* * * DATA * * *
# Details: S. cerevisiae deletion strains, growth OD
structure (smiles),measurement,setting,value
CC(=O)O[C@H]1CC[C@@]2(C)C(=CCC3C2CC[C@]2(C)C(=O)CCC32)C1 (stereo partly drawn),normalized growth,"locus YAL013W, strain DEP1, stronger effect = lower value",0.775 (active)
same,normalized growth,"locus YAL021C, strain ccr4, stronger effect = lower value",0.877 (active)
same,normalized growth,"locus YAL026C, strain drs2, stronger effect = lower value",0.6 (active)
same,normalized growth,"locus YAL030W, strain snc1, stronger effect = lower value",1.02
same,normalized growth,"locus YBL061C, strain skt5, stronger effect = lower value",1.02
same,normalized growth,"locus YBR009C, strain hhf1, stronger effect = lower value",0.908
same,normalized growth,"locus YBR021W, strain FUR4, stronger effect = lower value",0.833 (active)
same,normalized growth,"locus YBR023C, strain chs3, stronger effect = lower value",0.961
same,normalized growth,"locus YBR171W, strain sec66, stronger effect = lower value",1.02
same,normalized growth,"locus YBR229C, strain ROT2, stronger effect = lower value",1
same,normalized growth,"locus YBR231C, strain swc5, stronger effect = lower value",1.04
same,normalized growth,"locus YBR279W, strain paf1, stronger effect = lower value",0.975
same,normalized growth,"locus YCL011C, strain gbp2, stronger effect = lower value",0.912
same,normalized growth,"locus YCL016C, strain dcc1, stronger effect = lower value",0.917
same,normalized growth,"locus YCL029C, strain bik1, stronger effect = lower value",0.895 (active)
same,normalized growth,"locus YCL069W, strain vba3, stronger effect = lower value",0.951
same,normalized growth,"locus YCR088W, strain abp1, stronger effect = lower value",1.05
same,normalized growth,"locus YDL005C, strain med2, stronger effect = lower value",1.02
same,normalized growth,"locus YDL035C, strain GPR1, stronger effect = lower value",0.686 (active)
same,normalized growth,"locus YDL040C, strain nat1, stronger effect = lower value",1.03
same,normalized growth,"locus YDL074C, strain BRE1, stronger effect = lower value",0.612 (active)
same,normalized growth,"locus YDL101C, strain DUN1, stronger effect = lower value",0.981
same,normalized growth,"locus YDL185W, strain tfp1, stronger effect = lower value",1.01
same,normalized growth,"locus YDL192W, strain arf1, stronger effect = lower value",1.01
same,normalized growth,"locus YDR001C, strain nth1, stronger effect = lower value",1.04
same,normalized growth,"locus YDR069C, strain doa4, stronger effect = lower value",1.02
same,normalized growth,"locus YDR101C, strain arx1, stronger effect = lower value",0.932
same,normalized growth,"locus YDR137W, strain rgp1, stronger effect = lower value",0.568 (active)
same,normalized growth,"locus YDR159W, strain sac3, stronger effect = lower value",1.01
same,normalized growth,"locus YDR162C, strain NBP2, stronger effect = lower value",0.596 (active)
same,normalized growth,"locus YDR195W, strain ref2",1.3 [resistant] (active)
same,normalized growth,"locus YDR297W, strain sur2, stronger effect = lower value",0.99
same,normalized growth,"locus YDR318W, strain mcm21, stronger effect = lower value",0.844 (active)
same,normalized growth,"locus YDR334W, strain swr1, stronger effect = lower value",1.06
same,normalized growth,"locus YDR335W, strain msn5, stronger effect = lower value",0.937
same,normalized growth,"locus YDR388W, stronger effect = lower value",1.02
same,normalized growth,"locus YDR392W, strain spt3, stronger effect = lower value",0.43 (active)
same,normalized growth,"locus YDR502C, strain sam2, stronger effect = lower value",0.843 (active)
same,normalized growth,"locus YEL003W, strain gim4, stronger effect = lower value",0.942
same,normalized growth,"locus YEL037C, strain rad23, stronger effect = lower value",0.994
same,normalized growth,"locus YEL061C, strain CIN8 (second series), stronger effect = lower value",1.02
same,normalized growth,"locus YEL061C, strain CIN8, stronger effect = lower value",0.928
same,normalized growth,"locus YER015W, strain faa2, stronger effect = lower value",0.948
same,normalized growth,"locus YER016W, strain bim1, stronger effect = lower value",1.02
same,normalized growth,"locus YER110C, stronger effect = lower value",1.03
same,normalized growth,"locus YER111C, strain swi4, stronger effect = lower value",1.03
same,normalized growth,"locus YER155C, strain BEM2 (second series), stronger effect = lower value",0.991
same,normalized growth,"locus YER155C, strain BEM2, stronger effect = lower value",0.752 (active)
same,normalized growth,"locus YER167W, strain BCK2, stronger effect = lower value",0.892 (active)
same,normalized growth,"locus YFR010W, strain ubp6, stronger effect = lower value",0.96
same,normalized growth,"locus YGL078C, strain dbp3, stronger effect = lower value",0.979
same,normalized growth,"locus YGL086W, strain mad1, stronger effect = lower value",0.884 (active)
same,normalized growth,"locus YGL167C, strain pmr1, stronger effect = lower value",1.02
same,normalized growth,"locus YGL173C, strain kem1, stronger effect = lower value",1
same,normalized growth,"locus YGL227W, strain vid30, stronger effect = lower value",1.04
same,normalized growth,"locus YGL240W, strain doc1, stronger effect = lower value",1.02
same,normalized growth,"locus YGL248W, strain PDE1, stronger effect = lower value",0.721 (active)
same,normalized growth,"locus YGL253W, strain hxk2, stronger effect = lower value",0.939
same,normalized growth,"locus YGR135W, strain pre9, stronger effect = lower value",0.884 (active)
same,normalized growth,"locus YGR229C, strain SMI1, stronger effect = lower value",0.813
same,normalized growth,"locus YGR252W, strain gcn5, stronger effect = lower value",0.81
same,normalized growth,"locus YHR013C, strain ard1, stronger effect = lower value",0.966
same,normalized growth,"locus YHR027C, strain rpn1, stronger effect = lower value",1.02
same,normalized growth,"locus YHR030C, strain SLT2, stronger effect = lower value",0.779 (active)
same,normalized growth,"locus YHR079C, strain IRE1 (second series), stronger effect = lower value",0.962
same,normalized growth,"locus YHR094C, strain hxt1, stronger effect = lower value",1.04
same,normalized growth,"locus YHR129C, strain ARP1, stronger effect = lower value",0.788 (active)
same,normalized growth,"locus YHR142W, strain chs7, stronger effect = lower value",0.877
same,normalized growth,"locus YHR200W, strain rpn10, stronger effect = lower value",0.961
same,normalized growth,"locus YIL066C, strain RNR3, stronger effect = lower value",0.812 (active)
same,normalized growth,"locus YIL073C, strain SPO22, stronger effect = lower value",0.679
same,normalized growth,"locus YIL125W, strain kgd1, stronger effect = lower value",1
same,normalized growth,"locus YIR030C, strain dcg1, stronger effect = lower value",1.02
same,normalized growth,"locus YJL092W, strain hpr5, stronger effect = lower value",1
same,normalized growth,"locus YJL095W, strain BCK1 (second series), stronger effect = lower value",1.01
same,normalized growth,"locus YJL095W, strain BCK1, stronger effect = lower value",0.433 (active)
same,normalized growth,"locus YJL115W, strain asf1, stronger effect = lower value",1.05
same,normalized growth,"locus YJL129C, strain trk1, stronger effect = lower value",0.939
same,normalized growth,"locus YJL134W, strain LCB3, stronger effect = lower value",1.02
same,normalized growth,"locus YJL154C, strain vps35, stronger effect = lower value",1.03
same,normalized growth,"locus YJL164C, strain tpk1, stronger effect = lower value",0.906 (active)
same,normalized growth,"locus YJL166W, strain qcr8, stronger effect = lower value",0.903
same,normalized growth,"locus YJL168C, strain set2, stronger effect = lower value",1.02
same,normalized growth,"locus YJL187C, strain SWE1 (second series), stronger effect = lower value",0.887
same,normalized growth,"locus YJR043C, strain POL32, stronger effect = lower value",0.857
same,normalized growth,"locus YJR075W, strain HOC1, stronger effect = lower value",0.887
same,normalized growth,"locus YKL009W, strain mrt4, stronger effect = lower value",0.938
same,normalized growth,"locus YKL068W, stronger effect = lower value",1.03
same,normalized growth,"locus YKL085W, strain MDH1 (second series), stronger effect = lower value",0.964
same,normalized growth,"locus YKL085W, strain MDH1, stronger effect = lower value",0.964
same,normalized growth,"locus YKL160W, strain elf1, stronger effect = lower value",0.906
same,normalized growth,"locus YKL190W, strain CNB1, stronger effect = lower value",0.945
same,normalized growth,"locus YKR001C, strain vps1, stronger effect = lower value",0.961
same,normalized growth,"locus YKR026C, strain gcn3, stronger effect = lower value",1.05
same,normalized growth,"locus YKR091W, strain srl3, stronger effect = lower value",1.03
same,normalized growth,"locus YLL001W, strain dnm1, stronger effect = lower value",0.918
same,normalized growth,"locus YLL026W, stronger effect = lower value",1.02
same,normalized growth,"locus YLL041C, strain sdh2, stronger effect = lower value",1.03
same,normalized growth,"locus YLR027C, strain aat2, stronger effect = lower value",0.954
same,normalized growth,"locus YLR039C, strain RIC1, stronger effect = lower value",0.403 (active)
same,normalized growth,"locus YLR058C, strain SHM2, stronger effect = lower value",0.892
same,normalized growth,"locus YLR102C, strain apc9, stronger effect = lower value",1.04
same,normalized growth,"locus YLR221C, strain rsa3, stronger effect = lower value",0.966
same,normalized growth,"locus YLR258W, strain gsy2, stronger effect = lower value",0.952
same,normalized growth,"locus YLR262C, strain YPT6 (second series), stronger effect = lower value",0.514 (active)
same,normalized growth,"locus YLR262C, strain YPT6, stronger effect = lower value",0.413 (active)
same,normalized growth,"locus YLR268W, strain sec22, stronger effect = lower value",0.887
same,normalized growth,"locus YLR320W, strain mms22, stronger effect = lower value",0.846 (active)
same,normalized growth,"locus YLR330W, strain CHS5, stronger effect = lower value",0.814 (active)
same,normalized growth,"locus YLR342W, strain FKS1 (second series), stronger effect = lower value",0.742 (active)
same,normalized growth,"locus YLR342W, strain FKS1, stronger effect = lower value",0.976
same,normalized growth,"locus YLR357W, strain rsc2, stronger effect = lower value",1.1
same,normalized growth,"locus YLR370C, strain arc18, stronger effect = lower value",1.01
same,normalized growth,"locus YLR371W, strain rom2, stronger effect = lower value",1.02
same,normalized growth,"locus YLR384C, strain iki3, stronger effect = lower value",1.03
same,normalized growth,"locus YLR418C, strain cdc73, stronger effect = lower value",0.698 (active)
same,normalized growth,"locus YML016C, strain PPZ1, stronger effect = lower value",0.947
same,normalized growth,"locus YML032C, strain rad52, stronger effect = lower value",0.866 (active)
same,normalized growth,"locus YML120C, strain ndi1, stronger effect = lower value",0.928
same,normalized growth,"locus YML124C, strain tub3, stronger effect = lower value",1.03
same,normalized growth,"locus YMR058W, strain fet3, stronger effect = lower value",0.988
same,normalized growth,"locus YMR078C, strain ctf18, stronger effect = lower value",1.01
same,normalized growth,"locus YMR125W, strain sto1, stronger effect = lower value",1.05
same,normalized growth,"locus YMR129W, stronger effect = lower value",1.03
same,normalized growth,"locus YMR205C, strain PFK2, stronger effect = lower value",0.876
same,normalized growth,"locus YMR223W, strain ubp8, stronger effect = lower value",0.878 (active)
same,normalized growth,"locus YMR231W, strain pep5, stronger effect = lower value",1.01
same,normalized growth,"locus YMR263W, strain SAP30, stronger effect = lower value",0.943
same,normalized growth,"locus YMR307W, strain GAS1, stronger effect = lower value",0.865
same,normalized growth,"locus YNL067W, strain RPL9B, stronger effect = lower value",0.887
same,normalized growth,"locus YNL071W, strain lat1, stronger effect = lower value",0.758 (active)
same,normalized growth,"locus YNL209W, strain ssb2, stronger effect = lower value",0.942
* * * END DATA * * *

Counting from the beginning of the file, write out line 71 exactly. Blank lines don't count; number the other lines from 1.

same,normalized growth,"locus YHR200W, strain rpn10, stronger effect = lower value",0.961